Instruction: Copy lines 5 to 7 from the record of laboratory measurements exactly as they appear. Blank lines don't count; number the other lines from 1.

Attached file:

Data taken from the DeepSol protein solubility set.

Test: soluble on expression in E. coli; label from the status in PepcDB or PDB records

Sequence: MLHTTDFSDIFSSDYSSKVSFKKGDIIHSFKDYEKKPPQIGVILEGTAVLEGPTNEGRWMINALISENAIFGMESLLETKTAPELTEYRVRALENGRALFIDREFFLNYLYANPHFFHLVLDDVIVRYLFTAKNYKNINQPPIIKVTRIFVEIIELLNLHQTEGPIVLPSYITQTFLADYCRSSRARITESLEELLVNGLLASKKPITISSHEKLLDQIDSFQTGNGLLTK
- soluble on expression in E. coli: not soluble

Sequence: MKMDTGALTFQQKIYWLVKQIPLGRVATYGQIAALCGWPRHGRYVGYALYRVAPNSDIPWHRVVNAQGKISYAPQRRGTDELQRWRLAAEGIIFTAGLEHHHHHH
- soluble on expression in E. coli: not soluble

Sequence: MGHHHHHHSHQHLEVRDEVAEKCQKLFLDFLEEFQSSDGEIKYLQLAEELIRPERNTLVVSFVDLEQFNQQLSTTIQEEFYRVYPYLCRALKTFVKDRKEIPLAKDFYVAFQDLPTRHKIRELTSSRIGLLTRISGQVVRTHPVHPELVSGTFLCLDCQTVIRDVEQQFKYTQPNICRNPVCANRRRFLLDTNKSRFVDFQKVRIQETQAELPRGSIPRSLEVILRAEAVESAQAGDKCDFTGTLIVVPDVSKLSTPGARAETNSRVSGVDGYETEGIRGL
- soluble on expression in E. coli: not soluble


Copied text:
Sequence: MKMDTGALTFQQKIYWLVKQIPLGRVATYGQIAALCGWPRHGRYVGYALYRVAPNSDIPWHRVVNAQGKISYAPQRRGTDELQRWRLAAEGIIFTAGLEHHHHHH
- soluble on expression in E. coli: not soluble

Sequence: MGHHHHHHSHQHLEVRDEVAEKCQKLFLDFLEEFQSSDGEIKYLQLAEELIRPERNTLVVSFVDLEQFNQQLSTTIQEEFYRVYPYLCRALKTFVKDRKEIPLAKDFYVAFQDLPTRHKIRELTSSRIGLLTRISGQVVRTHPVHPELVSGTFLCLDCQTVIRDVEQQFKYTQPNICRNPVCANRRRFLLDTNKSRFVDFQKVRIQETQAELPRGSIPRSLEVILRAEAVESAQAGDKCDFTGTLIVVPDVSKLSTPGARAETNSRVSGVDGYETEGIRGL